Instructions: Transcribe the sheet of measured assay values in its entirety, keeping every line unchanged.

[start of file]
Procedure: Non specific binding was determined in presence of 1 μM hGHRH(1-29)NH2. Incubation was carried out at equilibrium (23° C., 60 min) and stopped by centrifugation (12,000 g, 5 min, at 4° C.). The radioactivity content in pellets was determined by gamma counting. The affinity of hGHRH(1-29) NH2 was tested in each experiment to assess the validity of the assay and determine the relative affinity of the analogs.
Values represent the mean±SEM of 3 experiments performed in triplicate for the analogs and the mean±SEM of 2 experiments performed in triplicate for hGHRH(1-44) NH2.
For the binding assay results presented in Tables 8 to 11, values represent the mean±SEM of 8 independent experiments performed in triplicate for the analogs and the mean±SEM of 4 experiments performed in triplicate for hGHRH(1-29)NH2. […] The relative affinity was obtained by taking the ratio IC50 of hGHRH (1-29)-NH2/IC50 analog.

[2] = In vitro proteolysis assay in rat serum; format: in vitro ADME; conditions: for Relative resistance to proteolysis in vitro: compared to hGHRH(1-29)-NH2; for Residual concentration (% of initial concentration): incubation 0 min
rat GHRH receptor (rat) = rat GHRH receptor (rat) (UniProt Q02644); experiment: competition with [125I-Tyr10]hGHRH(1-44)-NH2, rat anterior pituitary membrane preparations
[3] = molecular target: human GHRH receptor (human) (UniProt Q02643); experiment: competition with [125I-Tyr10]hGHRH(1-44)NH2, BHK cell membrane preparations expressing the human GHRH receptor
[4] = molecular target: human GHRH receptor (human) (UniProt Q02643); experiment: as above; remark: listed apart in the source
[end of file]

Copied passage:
Procedure: Non specific binding was determined in presence of 1 μM hGHRH(1-29)NH2. Incubation was carried out at equilibrium (23° C., 60 min) and stopped by centrifugation (12,000 g, 5 min, at 4° C.). The radioactivity content in pellets was determined by gamma counting. The affinity of hGHRH(1-29) NH2 was tested in each experiment to assess the validity of the assay and determine the relative affinity of the analogs.
Values represent the mean±SEM of 3 experiments performed in triplicate for the analogs and the mean±SEM of 2 experiments performed in triplicate for hGHRH(1-44) NH2.
For the binding assay results presented in Tables 8 to 11, values represent the mean±SEM of 8 independent experiments performed in triplicate for the analogs and the mean±SEM of 4 experiments performed in triplicate for hGHRH(1-29)NH2. […] The relative affinity was obtained by taking the ratio IC50 of hGHRH (1-29)-NH2/IC50 analog.

[2] = In vitro proteolysis assay in rat serum; format: in vitro ADME; conditions: for Relative resistance to proteolysis in vitro: compared to hGHRH(1-29)-NH2; for Residual concentration (% of initial concentration): incubation 0 min
rat GHRH receptor (rat) = rat GHRH receptor (rat) (UniProt Q02644); experiment: competition with [125I-Tyr10]hGHRH(1-44)-NH2, rat anterior pituitary membrane preparations
[3] = molecular target: human GHRH receptor (human) (UniProt Q02643); experiment: competition with [125I-Tyr10]hGHRH(1-44)NH2, BHK cell membrane preparations expressing the human GHRH receptor
[4] = molecular target: human GHRH receptor (human) (UniProt Q02643); experiment: as above; remark: listed apart in the source